Sunday, July 27, 2014


In writing over 40 nonfiction books and some 600 articles I’ve interviewed a few hundred WW II veterans from at least seven nations.  Naturally, the huge majority have been Americans but I also got to know Allied airmen from Britain, Canada, Australia, and Poland, and fliers from Germany and Japan.
Only one or two of the Japanese fliers spoke passable English but fortunately translators were available.  However, all the former Luftwaffe pilots I met were fluent in English, and most of them in other languages as well.  In prewar Germany most students learned at least two and sometimes three foreign languages. 
In the 1980s I worked for my friend Doug Champlin running the publishing arm of his aircraft museum in Mesa, Arizona.  Through mutual contacts we met Adolf Galland who was interested in printing updated editions of two books: his classic The First and the Last, and A Pilot’s Life.  By then of course “Dolfo” was extremely well known; his 1954 memoir was an immediate classic published in a dozen languages.
Dolfo’s combat career began in Spain in 1937 and ended in 1945, hence the First to Last title.  In 1940 he became one of the Luftwaffe’s leading aces and in late 1941 rose to command the day fighters as Germany’s youngest general.  However, his blunt demeanor and mission-oriented attitude inevitably clashed with Hermann Goering, who preferred sycophants.  In mid 1944 Goering accused the fighter arm of cowardice, a charge that outraged Galland whose command was losing 25 percent aircrews and 40 percent aircraft per month.  If nothing else, Dolfo Galland was a leader who stood up for the troops—a serious risk in the chilling environment of Nazi Germany.  Very few American admirals or generals have matched his standard, even facing vastly lesser consequences.
Fired from his cormmand, Galland formed a small unit of Me 262 jets and ran his total tally to 104 victories before being wounded.  After the war he worked where he could, emigrating to Argentina for awhile before returning to Germany.  He easily made friends among former enemies in Britain and America.  He died in 1996, age 83.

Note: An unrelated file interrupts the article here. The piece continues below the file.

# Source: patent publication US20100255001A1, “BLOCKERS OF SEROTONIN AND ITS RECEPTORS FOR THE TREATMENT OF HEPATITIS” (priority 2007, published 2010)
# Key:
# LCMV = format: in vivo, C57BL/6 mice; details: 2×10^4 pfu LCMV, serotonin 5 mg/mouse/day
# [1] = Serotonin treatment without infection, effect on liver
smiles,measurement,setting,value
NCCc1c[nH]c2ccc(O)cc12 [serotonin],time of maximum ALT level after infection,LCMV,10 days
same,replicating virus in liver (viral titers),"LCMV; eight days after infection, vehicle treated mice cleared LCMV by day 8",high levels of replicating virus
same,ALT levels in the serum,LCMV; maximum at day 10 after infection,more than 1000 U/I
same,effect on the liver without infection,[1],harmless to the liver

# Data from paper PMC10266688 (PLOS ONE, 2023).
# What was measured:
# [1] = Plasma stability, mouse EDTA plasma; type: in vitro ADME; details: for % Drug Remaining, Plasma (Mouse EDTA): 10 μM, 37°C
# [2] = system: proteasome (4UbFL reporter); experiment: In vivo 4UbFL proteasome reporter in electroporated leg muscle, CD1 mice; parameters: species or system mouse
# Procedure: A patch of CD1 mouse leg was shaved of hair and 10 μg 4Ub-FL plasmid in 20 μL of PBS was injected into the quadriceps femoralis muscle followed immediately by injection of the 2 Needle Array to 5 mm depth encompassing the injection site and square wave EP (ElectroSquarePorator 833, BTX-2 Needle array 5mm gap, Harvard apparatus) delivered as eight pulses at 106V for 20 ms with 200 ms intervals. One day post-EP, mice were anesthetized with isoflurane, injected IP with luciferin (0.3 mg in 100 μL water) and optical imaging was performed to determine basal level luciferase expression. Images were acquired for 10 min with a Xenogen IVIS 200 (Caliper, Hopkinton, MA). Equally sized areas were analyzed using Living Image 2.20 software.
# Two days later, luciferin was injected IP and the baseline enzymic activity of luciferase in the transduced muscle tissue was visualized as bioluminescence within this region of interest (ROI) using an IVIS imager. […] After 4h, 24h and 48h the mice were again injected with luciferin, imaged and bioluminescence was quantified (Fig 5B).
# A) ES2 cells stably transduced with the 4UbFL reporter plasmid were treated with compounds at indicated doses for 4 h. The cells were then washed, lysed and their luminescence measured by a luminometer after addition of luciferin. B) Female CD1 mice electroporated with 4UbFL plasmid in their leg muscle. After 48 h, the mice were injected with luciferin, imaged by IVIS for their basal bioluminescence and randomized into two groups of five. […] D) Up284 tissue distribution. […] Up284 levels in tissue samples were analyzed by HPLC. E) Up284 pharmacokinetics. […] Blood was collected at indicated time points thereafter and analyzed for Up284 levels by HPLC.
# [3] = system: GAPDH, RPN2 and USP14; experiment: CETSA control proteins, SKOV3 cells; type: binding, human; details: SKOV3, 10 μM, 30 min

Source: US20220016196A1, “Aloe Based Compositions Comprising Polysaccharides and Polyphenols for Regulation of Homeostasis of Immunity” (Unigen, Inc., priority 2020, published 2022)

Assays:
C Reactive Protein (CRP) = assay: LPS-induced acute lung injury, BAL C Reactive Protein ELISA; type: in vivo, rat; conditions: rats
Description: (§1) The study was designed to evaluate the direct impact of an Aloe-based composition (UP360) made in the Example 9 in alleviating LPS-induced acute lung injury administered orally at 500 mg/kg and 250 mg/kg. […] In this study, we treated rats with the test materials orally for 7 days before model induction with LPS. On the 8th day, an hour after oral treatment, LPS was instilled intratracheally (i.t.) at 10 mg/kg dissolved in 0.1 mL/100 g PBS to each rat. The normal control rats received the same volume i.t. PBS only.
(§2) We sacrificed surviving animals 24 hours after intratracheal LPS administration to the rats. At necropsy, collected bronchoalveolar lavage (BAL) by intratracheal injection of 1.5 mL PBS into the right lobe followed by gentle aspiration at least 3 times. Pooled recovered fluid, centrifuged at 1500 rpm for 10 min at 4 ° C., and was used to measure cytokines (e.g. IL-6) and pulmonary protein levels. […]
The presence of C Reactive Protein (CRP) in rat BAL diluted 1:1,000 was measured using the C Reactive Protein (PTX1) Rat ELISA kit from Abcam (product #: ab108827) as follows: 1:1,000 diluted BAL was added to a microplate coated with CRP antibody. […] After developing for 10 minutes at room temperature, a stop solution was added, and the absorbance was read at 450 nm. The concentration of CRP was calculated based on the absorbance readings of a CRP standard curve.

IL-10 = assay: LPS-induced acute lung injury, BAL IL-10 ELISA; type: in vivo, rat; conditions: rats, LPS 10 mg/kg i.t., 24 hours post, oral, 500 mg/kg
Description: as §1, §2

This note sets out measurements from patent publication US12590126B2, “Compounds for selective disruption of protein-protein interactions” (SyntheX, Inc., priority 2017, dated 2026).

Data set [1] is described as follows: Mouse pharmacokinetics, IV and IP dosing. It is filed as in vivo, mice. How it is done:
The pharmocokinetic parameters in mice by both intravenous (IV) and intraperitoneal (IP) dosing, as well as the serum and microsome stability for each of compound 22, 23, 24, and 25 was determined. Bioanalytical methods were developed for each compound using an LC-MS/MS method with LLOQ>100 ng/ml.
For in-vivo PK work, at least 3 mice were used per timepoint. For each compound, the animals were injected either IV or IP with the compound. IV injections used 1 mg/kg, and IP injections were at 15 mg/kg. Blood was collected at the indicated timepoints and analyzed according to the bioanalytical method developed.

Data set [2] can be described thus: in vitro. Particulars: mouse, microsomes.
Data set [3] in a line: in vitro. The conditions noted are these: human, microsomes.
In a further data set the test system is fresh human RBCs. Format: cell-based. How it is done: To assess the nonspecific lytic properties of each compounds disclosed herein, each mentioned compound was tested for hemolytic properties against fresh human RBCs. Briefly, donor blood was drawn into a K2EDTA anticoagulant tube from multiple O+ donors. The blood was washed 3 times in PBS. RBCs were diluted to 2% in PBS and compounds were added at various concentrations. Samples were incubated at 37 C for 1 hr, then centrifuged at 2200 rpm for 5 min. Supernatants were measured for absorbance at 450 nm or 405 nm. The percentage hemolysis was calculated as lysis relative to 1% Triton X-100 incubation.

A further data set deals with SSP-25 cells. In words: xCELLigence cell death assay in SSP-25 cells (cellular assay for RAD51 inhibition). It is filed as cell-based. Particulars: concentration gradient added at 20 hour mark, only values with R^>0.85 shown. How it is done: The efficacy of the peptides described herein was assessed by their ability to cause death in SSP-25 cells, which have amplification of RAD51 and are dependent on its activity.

Perhaps the most impressive man I ever met was General Johannes Steinhoff.  A prewar pilot, he fought from 1939 to 1945 scoring 176 victories over Europe, Africa, and Russia.  He ended the war in a hospital, grievously burned in the crash of an Me 262, but he recovered not only to fly but to resume his career.  He served as head of the new Bundesluftwaffe and retired as chairman of the NATO military committee in 1974.

Steinhoff received numerous plastic surgeries, including replacement eyelids.  From our first discussion it was obvious that behind that ruined face was an active, alert, and inquiring mind.  He spoke flawless idiomatic English, barely accented, far better than most young Americans.  His interests ran from history (he wrote two memoirs) to painting, and he enjoyed visiting his daughter Ursula and son in law in the U.S.

But to my mind, “Macki” Steinhoff’s greatest legacy is principled leadership.  He stood with Galland in opposing Goering’s corruption and incompetence, and was banished to “the squadron of experts” with the minimal compensation of flying the world’s first jet fighter.  Widely respected, he died at 80 in 1994.